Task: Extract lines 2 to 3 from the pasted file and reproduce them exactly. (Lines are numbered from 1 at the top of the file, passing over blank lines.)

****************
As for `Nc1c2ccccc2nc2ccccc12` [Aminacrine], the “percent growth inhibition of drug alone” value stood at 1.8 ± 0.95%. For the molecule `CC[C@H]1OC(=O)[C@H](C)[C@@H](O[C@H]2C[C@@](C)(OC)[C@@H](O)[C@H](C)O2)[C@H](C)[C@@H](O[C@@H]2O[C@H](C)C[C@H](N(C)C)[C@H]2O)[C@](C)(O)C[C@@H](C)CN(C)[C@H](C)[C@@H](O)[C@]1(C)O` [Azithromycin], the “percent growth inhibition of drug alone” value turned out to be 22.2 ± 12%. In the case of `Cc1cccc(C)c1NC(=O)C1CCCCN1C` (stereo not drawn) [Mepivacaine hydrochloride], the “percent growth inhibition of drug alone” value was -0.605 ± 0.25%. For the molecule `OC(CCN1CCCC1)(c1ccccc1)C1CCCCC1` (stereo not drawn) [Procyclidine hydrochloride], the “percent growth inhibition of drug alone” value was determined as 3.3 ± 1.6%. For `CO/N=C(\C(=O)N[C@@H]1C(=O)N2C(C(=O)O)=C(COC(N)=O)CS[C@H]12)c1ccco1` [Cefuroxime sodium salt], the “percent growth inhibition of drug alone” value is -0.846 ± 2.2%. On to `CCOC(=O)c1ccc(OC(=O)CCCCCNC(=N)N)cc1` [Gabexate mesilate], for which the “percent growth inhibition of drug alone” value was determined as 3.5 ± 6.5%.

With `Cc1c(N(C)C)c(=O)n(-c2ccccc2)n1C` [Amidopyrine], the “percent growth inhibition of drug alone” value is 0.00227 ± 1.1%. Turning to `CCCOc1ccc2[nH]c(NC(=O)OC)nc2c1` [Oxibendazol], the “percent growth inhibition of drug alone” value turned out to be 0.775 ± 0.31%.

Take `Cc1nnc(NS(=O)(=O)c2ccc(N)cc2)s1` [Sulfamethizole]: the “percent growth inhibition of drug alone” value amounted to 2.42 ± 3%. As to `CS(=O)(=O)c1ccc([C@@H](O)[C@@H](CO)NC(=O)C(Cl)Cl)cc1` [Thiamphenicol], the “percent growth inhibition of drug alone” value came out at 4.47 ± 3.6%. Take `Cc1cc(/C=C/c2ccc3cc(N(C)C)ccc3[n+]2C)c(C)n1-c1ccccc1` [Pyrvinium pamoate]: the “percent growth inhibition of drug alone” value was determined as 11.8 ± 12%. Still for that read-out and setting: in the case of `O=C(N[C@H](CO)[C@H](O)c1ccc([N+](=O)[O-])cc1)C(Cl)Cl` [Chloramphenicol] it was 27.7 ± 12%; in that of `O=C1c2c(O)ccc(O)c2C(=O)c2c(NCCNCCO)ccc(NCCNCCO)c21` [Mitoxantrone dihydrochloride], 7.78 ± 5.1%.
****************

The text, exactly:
With `Cc1c(N(C)C)c(=O)n(-c2ccccc2)n1C` [Amidopyrine], the “percent growth inhibition of drug alone” value is 0.00227 ± 1.1%. Turning to `CCCOc1ccc2[nH]c(NC(=O)OC)nc2c1` [Oxibendazol], the “percent growth inhibition of drug alone” value turned out to be 0.775 ± 0.31%.

Take `Cc1nnc(NS(=O)(=O)c2ccc(N)cc2)s1` [Sulfamethizole]: the “percent growth inhibition of drug alone” value amounted to 2.42 ± 3%. As to `CS(=O)(=O)c1ccc([C@@H](O)[C@@H](CO)NC(=O)C(Cl)Cl)cc1` [Thiamphenicol], the “percent growth inhibition of drug alone” value came out at 4.47 ± 3.6%. Take `Cc1cc(/C=C/c2ccc3cc(N(C)C)ccc3[n+]2C)c(C)n1-c1ccccc1` [Pyrvinium pamoate]: the “percent growth inhibition of drug alone” value was determined as 11.8 ± 12%. Still for that read-out and setting: in the case of `O=C(N[C@H](CO)[C@H](O)c1ccc([N+](=O)[O-])cc1)C(Cl)Cl` [Chloramphenicol] it was 27.7 ± 12%; in that of `O=C1c2c(O)ccc(O)c2C(=O)c2c(NCCNCCO)ccc(NCCNCCO)c21` [Mitoxantrone dihydrochloride], 7.78 ± 5.1%.